How long has that trash been rotting on your curb? KC needs to fix its garbage problem

KC students help pick up trash in their neighborhood

Students from J.A. Rogers Elementary spend the morning picking up trash along 23rd Street in Kansas City cleaning up their neighborhood.
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Students from J.A. Rogers Elementary spend the morning picking up trash along 23rd Street in Kansas City cleaning up their neighborhood.

Trash collection in much of Kansas City remains a mess. The time has come to fix it.

This week, the City Council will consider a resolution directing City Manager Troy Schulte to come up with a new blueprint for citywide solid waste management. Significantly, that blueprint could recommend the end of trash collection by private contractors in the city.

There are a number of issues to consider, but the private companies that collect our trash have lots of difficult questions to answer if they want to keep the city’s business.

Taxpayers pay Waste Corporation of America and its subsidiaries and subcontractors almost $11 million a year to provide trash collection and recycling services north of the river and south of 63rd Street. City workers collect the rest.

But too often, the private firms have lacked the people and equipment needed to pick up the garbage in a timely manner. Last summer, trash rotted on the curb for days or even weeks in some parts of Kansas City.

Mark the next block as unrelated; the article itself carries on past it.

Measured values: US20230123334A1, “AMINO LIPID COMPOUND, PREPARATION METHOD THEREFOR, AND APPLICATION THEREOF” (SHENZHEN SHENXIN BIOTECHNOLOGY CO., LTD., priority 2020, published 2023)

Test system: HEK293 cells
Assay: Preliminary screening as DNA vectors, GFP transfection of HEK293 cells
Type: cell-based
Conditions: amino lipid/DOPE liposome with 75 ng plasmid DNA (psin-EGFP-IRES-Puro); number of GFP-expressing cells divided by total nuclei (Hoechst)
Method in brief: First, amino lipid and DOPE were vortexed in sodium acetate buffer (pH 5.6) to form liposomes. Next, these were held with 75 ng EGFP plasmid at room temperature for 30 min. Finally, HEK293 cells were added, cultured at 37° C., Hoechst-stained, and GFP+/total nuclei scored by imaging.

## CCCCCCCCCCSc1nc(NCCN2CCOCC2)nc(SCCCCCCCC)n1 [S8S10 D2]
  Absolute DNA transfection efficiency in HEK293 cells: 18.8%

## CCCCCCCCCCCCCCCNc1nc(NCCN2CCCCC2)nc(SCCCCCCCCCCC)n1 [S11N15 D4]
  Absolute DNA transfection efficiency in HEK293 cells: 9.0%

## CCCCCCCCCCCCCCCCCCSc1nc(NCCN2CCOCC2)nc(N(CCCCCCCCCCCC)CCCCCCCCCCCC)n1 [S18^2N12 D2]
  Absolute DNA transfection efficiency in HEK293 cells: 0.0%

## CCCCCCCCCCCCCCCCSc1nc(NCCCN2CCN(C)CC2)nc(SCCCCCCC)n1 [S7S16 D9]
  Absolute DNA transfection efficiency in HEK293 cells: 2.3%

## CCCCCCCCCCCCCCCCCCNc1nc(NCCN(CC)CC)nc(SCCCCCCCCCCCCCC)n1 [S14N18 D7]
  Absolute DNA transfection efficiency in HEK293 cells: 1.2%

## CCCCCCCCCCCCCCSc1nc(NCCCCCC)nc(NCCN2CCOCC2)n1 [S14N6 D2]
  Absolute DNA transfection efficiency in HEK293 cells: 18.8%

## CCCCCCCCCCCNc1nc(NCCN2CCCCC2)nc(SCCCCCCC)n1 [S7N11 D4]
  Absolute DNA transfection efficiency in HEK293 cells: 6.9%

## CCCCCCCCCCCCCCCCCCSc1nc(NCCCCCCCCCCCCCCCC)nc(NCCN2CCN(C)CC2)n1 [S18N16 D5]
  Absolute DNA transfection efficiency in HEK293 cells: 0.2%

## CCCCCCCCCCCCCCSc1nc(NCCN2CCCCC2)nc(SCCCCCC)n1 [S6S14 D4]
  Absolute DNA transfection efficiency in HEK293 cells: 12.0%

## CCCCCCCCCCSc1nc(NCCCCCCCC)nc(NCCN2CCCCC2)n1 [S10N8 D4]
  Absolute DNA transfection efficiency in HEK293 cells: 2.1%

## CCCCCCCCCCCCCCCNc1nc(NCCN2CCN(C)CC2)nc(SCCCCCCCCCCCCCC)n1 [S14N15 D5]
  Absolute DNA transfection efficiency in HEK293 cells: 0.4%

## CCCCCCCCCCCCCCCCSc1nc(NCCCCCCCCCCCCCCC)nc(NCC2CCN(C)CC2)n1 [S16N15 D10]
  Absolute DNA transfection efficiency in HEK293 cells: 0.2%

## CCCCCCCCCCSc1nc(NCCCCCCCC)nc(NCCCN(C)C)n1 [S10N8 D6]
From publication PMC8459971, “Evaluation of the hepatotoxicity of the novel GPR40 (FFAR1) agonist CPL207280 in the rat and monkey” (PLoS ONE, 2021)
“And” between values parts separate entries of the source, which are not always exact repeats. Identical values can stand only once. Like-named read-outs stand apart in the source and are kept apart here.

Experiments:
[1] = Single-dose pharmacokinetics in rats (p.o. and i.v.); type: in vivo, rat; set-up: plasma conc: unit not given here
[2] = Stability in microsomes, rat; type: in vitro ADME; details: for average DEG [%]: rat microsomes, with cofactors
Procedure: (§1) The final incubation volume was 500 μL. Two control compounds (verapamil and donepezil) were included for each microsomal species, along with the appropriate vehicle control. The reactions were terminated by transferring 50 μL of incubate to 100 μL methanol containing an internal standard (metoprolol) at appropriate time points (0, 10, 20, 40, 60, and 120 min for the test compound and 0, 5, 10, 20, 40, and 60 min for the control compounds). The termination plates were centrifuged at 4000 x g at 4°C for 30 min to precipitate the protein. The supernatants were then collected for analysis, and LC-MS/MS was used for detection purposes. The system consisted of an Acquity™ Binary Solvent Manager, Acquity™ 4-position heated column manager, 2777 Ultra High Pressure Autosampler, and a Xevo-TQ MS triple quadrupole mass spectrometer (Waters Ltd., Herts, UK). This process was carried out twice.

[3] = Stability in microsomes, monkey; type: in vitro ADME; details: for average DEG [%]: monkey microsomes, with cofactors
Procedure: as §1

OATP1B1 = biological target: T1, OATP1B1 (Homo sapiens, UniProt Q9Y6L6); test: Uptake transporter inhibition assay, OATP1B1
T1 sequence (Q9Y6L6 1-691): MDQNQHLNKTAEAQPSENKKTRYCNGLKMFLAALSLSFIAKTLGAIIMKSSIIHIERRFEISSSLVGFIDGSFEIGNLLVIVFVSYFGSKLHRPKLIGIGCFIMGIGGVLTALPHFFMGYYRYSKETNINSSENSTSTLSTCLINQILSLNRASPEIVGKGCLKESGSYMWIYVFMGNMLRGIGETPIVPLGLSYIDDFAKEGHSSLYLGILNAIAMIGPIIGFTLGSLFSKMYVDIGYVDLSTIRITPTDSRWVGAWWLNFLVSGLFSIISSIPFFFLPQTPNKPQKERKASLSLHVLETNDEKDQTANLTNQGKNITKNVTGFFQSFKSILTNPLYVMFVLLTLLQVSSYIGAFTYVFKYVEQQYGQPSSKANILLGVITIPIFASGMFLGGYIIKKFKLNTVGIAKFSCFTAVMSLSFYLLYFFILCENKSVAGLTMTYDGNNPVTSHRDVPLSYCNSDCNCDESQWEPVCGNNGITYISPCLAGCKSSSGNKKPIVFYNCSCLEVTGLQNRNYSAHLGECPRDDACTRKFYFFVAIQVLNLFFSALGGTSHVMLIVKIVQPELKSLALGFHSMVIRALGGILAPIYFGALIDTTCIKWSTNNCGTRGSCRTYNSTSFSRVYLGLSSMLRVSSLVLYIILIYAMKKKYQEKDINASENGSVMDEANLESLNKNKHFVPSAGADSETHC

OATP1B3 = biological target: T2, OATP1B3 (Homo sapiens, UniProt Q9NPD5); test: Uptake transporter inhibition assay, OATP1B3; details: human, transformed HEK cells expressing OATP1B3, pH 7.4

The city’s complaint line was clogged with residents demanding better trash service. The pressure eased only after city employees supplemented the private companies’ efforts.

In recent weeks, trash complaints have started multiplying again.

Trash collection is the most basic of city services. Failure on this front quickly becomes a health hazard. It’s also a severe inconvenience for those who must put up with the smell of rotting garbage in their neighborhoods.

Few things make residents more furious at City Hall than the stench of uncollected trash.

The poor quality of private trash collection is a major problem, but it isn’t the only concern. Contracting with outside firms is growing more expensive, too.

City officials say they’ve started reviewing offers to provide private waste services beyond 2020, when the current contracts expire. They think a new contract could approach $14 million a year, an increase of more than 30 percent.

We’ve seen no evidence that Waste Corporation of America or its private partners deserve a 30 percent raise.

Last summer, Schulte said city employees might do a better job of collecting trash — at a lower cost. In the next weeks, he’ll need to show how he would pay for the equipment and personnel to implement citywide public trash collection in the years ahead.

He’ll also need to look at other important waste services — recycling, bulky item pickup, lawn waste removal, vacant lots. He’ll need to study trash removal at apartments and multi-family homes, too.

Kansas City produces more than one million pounds of trash a day, according to a 2008 study. Yet citizen satisfaction with solid waste removal has dipped in recent years and may have declined further after last summer’s debacle.

The next mayor and City Council will have to deal with this issue, one way or another. If city workers can provide better trash collection at an equal or cheaper cost, the new council should support it.